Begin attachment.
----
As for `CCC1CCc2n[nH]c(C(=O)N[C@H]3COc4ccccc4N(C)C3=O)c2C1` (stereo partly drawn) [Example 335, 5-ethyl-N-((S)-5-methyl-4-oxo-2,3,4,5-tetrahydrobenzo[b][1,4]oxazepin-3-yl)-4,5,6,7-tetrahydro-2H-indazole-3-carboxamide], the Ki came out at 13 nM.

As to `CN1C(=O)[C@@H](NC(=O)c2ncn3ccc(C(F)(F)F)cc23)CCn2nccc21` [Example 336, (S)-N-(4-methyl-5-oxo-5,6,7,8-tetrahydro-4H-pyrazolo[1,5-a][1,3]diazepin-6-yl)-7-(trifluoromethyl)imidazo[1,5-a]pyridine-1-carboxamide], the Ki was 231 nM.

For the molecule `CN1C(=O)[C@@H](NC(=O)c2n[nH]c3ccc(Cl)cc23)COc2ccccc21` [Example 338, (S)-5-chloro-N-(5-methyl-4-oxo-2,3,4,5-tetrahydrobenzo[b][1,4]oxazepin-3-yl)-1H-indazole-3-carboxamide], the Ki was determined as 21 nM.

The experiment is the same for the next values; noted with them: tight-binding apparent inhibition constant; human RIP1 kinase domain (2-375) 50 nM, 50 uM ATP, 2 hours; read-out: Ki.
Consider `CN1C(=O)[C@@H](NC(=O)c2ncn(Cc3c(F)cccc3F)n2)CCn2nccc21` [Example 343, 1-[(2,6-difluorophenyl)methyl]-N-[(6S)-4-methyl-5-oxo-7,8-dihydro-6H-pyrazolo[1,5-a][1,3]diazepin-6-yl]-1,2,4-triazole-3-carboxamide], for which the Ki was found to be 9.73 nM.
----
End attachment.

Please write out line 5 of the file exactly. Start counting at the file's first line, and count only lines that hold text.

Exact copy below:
Consider `CN1C(=O)[C@@H](NC(=O)c2ncn(Cc3c(F)cccc3F)n2)CCn2nccc21` [Example 343, 1-[(2,6-difluorophenyl)methyl]-N-[(6S)-4-methyl-5-oxo-7,8-dihydro-6H-pyrazolo[1,5-a][1,3]diazepin-6-yl]-1,2,4-triazole-3-carboxamide], for which the Ki was found to be 9.73 nM.